Each vertebrate species displays specific tooth patterns in each quadrant of the jaw: the mouse has one incisor and three molars, which develop at precise locations and at different times. The reason why multiple teeth form in the jaw of vertebrates and the way in which they develop separately from each other have been extensively studied, but the genetic mechanism governing the spatial patterning of teeth still remains to be elucidated. Sonic hedgehog (Shh) is one of the key signaling molecules involved in the spatial patterning of teeth and other ectodermal organs such as hair, vibrissae and feathers. Sostdc1, a secreted inhibitor of the Wnt and Bmp pathways, also regulates the spatial patterning of teeth and hair. Here, by utilizing maternal transfer of 5E1 (an anti-Shh antibody) to mouse embryos through the placenta, we show that Sostdc1 is downstream of Shh signaling and suggest a Wnt-Shh-Sostdc1 negative feedback loop as a pivotal mechanism controlling the spatial patterning of teeth. Furthermore, we propose a new reaction-diffusion model in which Wnt, Shh and Sostdc1 act as the activator, mediator and inhibitor, respectively, and confirm that such interactions can generate the tooth pattern of a wild-type mouse and can explain the various tooth patterns produced experimentally.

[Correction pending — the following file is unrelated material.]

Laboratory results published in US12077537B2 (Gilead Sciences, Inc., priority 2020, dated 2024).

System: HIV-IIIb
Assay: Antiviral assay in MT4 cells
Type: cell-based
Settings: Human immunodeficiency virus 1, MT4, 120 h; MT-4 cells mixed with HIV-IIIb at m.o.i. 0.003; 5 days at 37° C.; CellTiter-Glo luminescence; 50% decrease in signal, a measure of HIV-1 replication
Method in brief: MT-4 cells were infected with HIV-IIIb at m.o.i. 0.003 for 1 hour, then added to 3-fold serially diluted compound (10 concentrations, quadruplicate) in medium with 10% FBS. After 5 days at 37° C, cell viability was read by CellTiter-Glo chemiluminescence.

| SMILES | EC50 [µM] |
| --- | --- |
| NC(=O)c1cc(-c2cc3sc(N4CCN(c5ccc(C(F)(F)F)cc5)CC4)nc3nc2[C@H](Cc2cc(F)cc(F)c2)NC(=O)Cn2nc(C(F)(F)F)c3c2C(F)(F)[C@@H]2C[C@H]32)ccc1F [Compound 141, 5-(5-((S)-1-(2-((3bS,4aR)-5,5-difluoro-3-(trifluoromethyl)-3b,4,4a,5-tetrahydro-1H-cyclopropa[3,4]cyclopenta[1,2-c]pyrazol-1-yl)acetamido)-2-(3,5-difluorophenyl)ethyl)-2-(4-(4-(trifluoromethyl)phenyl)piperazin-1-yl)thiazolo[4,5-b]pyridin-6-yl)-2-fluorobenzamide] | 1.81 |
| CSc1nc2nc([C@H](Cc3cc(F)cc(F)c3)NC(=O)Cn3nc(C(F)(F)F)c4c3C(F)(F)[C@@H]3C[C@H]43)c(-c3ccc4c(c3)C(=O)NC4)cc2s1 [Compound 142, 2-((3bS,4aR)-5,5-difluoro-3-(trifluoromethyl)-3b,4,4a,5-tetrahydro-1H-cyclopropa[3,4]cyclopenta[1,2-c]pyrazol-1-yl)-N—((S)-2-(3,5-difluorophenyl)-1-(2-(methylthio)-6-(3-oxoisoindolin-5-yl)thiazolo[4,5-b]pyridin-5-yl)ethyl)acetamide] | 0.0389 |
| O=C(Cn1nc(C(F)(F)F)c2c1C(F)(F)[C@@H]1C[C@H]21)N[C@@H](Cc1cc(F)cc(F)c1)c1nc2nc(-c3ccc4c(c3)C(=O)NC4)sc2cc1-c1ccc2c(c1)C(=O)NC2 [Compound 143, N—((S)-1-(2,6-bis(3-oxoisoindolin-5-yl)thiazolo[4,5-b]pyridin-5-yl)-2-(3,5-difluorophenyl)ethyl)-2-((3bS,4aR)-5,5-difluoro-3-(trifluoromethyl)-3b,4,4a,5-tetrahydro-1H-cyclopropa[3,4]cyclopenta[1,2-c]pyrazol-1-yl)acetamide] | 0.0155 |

All Science Journal Classification (ASJC) codes
- Molecular Biology
- Developmental Biology